Chapter One provides an overview to the main arguments of the book against the background of a number of contemporary crises, including economic and social inequality, the rise of religious and ethno-nationalism, global resource conflicts, and human-induced climate change. After introducing the idea that existing international human rights were "invented" within a specific historical trajectory, the chapter then explains why human rights can and must be "reinvented" in the future as a logic for translocal solidarity and collective action that takes root beyond traditional politics, legal institutions, and state control.
Chapter Two examines the relationship between existing human rights and global capitalism, and then the relationship between a reinvented human rights and the world's dominant political economy. It describes important debates around human rights and economics that took place in the context of the 1947-1948 UNESCO human rights survey, in which a number of leading intellectuals argued that a late-eighteenth century charter of rights was incompatible with the challenges of the twentieth century. The chapter concludes by showing how a reinvented human rights would require the development of non-capitalist economic networks that are animated by the values of ecological sustainability and socioeconomic equality.
Chapter Three examines various structural problems for existing international human rights that are derived from the centrality of the nation-state. It begins by unpacking the early rise of the Westphalian state and the development of the principle of sovereignty, which would structure international relations from the mid-seventeenth century to the present. After showing how the principle of sovereignty creates a structural contradiction with human rights, the chapter then analyzes other ways in which state-centricity is in tension with both existing human rights, and the proposal to reinvent human rights for the future. The chapter concludes by arguing that a reinvented human rights must be detached from the state as a locus of legitimacy and control.
Chapter Four analyzes the fundamental relationship between human rights and law, both in national legal systems and in international law, especially within international criminal justice tribunals. The chapter argues that the logics of law work in complicated ways in relation to human rights, particularly when human rights is mobilized as a framework for social change. After showing how claims for justice through international law are based on a set of questionable cultural and linguistic assumptions, the chapter goes on to explain how a reinvented human rights must be developed outside of legal institutions and documents.
Chapter Five examines the ways in which existing international human rights have always been intimately linked with histories of both colonialism and anti-colonial struggle. After exploring the meanings and importance of decolonization for the project to reinvent human rights, the chapter considers the role that education must play in this process. Drawing on innovative work from both the field of human rights education (HRE) and the critical pedagogy of liberation theorists such as Paolo Freire, the chapter argues that education must mediate the transformation of existing human rights from its legal and institutional forms into a translocal logic of collective action.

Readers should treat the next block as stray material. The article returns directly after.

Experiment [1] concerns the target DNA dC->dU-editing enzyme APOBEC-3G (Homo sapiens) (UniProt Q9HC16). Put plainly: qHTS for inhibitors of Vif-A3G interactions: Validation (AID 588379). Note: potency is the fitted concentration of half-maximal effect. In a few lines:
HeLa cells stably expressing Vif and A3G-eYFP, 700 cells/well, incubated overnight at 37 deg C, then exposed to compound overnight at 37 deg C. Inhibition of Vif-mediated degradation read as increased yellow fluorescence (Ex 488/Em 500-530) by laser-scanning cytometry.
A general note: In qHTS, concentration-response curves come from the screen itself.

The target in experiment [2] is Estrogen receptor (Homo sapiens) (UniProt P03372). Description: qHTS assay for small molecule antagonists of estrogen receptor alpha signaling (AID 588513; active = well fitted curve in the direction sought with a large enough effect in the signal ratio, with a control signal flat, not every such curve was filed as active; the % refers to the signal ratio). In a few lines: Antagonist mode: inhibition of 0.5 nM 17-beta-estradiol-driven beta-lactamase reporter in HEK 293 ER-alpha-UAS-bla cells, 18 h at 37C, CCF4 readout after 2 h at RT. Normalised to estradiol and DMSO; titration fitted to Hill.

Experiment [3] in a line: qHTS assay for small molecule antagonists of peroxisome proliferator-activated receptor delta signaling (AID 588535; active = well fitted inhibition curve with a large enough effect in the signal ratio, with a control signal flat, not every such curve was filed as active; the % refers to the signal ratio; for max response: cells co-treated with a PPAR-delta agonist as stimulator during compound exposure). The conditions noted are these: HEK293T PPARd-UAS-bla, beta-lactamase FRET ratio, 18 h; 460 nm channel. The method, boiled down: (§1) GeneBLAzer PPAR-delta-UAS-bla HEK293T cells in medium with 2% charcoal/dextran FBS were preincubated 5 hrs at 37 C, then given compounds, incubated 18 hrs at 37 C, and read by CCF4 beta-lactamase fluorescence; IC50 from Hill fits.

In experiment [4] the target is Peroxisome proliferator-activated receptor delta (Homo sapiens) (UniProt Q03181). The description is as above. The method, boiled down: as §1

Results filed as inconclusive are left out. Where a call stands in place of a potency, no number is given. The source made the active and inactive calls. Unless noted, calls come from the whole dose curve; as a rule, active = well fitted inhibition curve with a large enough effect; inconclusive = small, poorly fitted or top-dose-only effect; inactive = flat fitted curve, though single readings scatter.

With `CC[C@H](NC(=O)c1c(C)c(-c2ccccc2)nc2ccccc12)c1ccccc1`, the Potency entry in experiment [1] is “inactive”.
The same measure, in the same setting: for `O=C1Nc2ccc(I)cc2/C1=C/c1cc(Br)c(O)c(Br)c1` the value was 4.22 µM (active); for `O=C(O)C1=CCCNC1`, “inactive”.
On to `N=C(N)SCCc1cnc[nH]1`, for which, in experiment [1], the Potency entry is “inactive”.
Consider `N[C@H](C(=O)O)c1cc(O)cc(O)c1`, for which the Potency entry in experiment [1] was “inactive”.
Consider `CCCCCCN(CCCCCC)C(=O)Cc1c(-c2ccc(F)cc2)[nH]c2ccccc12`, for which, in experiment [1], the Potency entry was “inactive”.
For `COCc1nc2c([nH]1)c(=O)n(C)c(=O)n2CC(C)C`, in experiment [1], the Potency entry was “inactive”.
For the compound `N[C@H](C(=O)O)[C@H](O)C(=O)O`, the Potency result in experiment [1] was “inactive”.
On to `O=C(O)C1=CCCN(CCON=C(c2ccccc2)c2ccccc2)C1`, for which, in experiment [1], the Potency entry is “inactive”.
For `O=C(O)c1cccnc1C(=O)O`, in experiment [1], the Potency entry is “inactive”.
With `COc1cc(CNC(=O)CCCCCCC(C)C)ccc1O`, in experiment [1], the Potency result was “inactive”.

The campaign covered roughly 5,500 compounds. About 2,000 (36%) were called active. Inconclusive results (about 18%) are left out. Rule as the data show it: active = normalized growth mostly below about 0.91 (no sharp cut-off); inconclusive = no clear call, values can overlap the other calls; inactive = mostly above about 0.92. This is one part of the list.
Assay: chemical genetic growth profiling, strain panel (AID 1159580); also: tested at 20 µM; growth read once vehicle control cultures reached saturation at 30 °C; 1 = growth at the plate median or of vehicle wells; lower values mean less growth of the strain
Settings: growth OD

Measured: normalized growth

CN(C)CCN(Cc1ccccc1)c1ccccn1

Chapter Six examines the ways in which a reinvented human rights must be based in a different configuration of pluralism, universalism, and cultural diversity. After discussing the problematic historical, legal, and philosophical legacy of the "universal" in universal human rights, the chapter returns to the fundamental importance of pluralism as the basis for a new conception of human rights. The chapter concludes by arguing that a reinvented human rights can be understood as a new way of belonging, one that works to give shape and form to pluriversal generativity and intercultural empathy and alliance-building.
Chapter Seven examines the place of the subject(s) within an alternative conception of human rights. After reviewing the history of the category "human" at the core of existing international human rights, the chapter describes the frontiers of contemporary mobilizations for human rights and justice, the outer limits where technology, radical philosophy, and transnational power have created a provocative confluence that holds important lessons for the subjects of a reinvented human rights. The chapter concludes by reflecting on what it means for a reinvented human rights to depend on the "rediscovered self": the capacity and willingness to reimagine personhood as a precondition for new forms of rights mobilizations.
The book's concluding chapter examines in detail the nuances of our G20 world: the ways in which a "post-internationalist" fusion of global economic and political power is reflected in social, institutional, and technological formations that create significant challenges for human rights. After describing how the international human rights system has been increasingly coopted by key players at the center of the G20 as a means of legitimating political economic interests through human rights, the chapter concludes by reflecting on what it would mean to develop an alternative framework for human rights in a world marked by the fusion of economic and political power. If capitalism fundamentally depends upon multiple, systemic, and enduring forms of dispossession, then the task of a reinvented human rights must be understood as one of repossession, of recovery, and of renewal.